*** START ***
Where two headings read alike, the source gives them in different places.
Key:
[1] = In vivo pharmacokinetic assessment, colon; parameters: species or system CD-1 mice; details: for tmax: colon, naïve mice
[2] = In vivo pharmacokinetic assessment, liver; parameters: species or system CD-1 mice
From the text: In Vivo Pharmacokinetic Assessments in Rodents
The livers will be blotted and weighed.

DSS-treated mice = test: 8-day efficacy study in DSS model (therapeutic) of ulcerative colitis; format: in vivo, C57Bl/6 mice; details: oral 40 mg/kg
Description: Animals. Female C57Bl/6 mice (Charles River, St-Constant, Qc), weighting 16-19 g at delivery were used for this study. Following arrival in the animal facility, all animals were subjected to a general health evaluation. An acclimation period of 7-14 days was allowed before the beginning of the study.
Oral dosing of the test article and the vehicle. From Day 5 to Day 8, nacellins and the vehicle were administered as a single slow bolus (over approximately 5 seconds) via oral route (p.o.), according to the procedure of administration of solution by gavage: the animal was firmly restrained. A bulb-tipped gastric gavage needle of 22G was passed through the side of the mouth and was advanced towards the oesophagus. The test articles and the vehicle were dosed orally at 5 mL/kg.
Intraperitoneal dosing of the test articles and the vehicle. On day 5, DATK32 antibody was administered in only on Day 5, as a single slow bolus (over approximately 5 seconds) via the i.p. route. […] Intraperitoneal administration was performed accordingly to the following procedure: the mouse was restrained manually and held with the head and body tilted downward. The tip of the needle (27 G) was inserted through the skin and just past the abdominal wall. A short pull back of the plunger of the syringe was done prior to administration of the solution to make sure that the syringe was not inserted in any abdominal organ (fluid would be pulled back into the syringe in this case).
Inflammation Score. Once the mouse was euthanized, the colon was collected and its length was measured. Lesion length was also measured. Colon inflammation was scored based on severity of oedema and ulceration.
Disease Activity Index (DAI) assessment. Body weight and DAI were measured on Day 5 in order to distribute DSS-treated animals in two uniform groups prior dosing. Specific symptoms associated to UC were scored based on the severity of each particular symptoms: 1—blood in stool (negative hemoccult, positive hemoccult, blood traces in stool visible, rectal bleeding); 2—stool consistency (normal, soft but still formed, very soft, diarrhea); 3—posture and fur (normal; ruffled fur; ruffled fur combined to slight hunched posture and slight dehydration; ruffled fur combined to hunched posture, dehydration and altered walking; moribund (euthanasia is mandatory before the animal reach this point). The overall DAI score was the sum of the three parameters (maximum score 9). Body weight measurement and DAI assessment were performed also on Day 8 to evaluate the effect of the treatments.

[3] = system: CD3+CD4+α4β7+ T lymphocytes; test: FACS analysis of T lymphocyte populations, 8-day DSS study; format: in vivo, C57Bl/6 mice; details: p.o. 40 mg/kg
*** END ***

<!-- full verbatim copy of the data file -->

Where two headings read alike, the source gives them in different places.
Key:
[1] = In vivo pharmacokinetic assessment, colon; parameters: species or system CD-1 mice; details: for tmax: colon, naïve mice
[2] = In vivo pharmacokinetic assessment, liver; parameters: species or system CD-1 mice
From the text: In Vivo Pharmacokinetic Assessments in Rodents
The livers will be blotted and weighed.

DSS-treated mice = test: 8-day efficacy study in DSS model (therapeutic) of ulcerative colitis; format: in vivo, C57Bl/6 mice; details: oral 40 mg/kg
Description: Animals. Female C57Bl/6 mice (Charles River, St-Constant, Qc), weighting 16-19 g at delivery were used for this study. Following arrival in the animal facility, all animals were subjected to a general health evaluation. An acclimation period of 7-14 days was allowed before the beginning of the study.
Oral dosing of the test article and the vehicle. From Day 5 to Day 8, nacellins and the vehicle were administered as a single slow bolus (over approximately 5 seconds) via oral route (p.o.), according to the procedure of administration of solution by gavage: the animal was firmly restrained. A bulb-tipped gastric gavage needle of 22G was passed through the side of the mouth and was advanced towards the oesophagus. The test articles and the vehicle were dosed orally at 5 mL/kg.
Intraperitoneal dosing of the test articles and the vehicle. On day 5, DATK32 antibody was administered in only on Day 5, as a single slow bolus (over approximately 5 seconds) via the i.p. route. […] Intraperitoneal administration was performed accordingly to the following procedure: the mouse was restrained manually and held with the head and body tilted downward. The tip of the needle (27 G) was inserted through the skin and just past the abdominal wall. A short pull back of the plunger of the syringe was done prior to administration of the solution to make sure that the syringe was not inserted in any abdominal organ (fluid would be pulled back into the syringe in this case).
Inflammation Score. Once the mouse was euthanized, the colon was collected and its length was measured. Lesion length was also measured. Colon inflammation was scored based on severity of oedema and ulceration.
Disease Activity Index (DAI) assessment. Body weight and DAI were measured on Day 5 in order to distribute DSS-treated animals in two uniform groups prior dosing. Specific symptoms associated to UC were scored based on the severity of each particular symptoms: 1—blood in stool (negative hemoccult, positive hemoccult, blood traces in stool visible, rectal bleeding); 2—stool consistency (normal, soft but still formed, very soft, diarrhea); 3—posture and fur (normal; ruffled fur; ruffled fur combined to slight hunched posture and slight dehydration; ruffled fur combined to hunched posture, dehydration and altered walking; moribund (euthanasia is mandatory before the animal reach this point). The overall DAI score was the sum of the three parameters (maximum score 9). Body weight measurement and DAI assessment were performed also on Day 8 to evaluate the effect of the treatments.

[3] = system: CD3+CD4+α4β7+ T lymphocytes; test: FACS analysis of T lymphocyte populations, 8-day DSS study; format: in vivo, C57Bl/6 mice; details: p.o. 40 mg/kg